“FTX followed the standard playbook of influencing Washington, and that’s buying influence on a bipartisan basis,” Dennis Kelleher, the president of the not-for-profit organization Better Markets, told me, last Friday. A centerpiece of Bankman-Fried’s lobbying efforts was the Digital Commodities Consumer Protection Act, a bill unveiled in August by Debbie Stabenow, a Michigan Democrat who is the chair of the Senate Agriculture Committee, and by John Boozman, an Arkansas Republican who is the committee’s ranking member. The co-sponsors of the bill include the Democrat Cory Booker and the Republican John Thune, who also serve on the Agriculture Committee. According to press reports, Bankman-Fried, or other executives at FTX, gave campaign contributions to Stabenow, Boozman, Booker, and other members of the committee. (He also contributed to the Republican Cynthia Lummis and the Democrat Kirsten Gillibrand, who co-sponsored another crypto bill introduced earlier this year.)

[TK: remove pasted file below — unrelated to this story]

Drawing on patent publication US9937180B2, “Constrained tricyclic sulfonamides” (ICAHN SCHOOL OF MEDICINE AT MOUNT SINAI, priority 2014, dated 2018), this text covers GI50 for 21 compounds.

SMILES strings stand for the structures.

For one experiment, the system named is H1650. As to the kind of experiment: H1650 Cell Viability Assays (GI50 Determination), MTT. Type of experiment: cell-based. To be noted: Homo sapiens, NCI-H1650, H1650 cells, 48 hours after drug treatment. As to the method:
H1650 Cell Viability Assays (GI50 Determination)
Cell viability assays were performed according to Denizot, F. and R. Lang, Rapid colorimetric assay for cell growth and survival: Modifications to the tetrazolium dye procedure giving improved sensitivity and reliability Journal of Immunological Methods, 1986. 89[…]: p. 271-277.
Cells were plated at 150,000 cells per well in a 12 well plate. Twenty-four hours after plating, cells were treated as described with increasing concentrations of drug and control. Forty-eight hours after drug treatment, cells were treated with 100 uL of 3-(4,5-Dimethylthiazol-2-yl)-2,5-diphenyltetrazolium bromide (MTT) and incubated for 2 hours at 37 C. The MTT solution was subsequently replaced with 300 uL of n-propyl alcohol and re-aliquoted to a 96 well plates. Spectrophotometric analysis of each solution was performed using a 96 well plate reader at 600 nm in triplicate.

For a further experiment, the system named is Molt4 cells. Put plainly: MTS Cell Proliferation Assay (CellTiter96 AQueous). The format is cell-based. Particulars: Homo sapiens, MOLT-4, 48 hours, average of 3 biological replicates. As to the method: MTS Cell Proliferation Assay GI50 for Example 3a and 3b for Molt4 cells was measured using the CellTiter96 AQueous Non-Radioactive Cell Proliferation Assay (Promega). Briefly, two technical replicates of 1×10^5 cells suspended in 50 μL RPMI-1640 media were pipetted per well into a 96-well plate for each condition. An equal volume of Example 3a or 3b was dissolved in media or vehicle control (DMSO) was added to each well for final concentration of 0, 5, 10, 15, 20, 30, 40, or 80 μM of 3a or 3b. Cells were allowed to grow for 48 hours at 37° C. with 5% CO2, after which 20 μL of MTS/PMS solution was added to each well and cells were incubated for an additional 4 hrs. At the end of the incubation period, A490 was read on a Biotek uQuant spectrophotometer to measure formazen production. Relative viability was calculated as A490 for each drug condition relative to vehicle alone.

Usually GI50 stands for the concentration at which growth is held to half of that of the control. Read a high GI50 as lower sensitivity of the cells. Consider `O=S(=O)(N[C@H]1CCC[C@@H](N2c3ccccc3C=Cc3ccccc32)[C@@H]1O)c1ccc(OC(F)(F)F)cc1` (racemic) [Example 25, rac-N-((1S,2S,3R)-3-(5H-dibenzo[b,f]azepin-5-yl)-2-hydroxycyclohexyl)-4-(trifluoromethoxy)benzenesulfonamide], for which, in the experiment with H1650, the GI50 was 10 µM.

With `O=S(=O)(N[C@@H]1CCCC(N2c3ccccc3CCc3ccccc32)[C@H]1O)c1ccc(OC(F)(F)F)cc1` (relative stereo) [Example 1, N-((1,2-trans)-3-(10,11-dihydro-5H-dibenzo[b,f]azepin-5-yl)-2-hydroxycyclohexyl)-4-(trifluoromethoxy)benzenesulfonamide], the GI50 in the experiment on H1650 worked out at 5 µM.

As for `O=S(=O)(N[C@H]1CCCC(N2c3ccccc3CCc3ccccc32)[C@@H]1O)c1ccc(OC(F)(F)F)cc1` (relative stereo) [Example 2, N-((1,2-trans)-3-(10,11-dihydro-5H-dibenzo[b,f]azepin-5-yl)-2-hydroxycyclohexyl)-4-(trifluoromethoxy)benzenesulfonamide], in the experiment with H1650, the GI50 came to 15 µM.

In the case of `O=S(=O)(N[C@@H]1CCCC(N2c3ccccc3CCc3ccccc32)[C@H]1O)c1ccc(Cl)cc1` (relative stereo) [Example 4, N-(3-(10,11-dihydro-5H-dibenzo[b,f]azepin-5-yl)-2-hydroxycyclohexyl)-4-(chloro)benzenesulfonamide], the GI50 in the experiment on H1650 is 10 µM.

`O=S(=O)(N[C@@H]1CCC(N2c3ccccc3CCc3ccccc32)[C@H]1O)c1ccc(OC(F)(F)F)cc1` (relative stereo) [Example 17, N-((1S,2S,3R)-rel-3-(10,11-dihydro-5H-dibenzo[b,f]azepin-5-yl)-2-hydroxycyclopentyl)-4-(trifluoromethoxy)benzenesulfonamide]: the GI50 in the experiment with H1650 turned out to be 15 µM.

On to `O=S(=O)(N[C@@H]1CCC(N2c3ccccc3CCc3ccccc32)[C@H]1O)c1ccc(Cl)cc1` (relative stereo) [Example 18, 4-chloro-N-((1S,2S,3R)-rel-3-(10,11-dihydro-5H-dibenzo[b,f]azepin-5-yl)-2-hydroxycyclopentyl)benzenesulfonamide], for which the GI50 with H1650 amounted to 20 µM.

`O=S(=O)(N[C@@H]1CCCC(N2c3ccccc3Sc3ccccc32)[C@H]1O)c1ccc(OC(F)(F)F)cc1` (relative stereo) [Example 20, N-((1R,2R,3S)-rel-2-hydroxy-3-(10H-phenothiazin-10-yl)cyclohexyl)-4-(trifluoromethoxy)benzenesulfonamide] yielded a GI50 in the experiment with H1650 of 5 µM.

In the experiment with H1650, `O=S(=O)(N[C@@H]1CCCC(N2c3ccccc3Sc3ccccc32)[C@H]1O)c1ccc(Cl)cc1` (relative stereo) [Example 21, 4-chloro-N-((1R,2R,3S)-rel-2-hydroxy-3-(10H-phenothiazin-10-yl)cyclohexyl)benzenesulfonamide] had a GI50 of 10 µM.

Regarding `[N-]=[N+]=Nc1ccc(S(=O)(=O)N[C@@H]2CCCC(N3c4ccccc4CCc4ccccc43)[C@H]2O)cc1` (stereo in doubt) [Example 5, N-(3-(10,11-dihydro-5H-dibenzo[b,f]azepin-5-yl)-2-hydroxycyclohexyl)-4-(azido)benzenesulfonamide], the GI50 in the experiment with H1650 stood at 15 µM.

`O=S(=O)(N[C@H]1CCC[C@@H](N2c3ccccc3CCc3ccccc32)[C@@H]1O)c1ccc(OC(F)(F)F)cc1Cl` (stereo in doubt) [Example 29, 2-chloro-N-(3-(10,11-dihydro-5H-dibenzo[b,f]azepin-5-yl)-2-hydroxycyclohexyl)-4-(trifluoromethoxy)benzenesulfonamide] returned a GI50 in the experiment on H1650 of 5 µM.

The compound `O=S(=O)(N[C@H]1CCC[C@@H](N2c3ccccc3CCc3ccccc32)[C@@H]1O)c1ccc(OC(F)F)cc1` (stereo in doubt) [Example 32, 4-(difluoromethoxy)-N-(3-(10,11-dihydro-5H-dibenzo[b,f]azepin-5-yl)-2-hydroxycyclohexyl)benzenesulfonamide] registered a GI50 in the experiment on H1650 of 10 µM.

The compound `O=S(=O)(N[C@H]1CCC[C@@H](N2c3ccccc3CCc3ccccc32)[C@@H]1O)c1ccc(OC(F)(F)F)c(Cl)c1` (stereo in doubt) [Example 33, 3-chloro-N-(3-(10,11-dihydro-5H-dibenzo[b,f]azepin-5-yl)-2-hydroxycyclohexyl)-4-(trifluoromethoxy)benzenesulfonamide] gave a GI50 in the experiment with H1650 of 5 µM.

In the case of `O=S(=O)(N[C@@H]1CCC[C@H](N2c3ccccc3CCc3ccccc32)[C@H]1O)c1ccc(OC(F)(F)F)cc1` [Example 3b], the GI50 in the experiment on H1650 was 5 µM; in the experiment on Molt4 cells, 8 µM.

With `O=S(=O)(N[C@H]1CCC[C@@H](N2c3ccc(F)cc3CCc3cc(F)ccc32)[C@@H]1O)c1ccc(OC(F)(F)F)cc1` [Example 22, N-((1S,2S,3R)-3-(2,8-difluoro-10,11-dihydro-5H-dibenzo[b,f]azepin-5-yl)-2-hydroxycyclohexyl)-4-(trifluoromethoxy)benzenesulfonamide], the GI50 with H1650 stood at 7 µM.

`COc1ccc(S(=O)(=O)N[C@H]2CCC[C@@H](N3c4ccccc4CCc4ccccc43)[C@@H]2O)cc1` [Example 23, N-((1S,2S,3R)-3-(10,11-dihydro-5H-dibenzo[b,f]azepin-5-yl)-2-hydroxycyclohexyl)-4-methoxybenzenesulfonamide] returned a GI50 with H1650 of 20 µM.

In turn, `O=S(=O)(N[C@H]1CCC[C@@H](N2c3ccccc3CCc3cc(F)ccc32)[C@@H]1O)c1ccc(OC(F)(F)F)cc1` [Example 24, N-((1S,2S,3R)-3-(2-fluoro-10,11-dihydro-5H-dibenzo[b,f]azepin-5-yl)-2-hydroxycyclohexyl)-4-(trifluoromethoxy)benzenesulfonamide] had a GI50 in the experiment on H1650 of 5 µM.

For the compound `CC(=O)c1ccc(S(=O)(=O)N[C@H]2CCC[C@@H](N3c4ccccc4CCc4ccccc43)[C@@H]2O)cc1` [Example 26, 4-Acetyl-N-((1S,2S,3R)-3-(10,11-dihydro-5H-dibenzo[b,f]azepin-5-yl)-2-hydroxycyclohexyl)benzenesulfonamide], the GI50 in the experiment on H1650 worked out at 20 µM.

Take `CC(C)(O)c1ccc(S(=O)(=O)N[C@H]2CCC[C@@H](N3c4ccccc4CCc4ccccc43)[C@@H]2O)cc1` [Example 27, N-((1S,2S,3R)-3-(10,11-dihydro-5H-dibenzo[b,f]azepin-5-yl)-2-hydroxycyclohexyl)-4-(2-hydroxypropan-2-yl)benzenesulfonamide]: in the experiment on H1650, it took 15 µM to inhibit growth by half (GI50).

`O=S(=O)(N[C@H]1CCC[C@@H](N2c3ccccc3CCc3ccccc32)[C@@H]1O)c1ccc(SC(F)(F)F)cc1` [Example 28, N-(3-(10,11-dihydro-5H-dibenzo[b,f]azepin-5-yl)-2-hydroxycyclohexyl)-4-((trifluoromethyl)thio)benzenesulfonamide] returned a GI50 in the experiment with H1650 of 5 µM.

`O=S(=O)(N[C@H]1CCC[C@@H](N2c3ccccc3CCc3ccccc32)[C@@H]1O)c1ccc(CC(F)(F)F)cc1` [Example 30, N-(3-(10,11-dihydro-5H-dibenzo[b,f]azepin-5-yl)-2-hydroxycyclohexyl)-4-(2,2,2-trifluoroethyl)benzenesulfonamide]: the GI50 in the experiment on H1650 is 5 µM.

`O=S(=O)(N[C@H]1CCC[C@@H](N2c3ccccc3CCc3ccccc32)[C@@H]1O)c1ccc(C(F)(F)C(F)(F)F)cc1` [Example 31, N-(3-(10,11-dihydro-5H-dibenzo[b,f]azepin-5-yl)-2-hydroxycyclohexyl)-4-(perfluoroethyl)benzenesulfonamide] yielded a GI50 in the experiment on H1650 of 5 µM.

What has farming got to do with crypto? Under this country’s Balkanized system of financial regulation, the Securities and Exchange Commission regulates financial securities, such as stocks and bonds.The Commodity Futures Trading Commission oversees commodity futures, such as contracts for corn and grain and pork bellies, and thus falls under the purview of the Senate and House committees on agriculture. Gary Gensler, the head of the S.E.C., has made clear that he regards the vast majority of crypto tokens as securities, which implies that the S.E.C. would regulate them. If firms like FTX were forced to register with the S.E.C., they would have to make extensive public disclosures, for which they would be legally liable, and, depending on exactly how they register, they could also have to comply with many other agency requirements relating to conflicts of interest, protecting customer accounts, and risk compliance. The S.E.C. has a long history of regulating retail markets and retail-brokerage firms.